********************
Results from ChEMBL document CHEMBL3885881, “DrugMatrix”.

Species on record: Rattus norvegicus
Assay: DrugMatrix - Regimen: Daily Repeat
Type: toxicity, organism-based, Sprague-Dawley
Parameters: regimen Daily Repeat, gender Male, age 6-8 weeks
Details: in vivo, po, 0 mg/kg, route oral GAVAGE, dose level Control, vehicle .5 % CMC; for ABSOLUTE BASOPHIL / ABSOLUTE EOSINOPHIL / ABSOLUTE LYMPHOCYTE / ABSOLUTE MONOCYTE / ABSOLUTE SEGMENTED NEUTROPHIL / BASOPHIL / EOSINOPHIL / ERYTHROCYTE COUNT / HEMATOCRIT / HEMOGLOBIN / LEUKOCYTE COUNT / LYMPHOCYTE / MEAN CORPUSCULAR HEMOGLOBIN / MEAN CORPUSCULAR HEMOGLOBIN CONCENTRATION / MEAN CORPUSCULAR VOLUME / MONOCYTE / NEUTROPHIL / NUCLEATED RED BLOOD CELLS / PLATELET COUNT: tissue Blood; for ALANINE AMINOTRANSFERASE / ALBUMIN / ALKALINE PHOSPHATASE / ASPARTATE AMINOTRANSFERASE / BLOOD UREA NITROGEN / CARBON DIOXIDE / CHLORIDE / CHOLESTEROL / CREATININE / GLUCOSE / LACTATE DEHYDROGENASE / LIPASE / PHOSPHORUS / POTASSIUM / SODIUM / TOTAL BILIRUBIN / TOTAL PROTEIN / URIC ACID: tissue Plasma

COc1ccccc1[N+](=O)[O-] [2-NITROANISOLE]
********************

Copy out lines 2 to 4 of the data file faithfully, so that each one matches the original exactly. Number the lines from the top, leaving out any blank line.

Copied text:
Species on record: Rattus norvegicus
Assay: DrugMatrix - Regimen: Daily Repeat
Type: toxicity, organism-based, Sprague-Dawley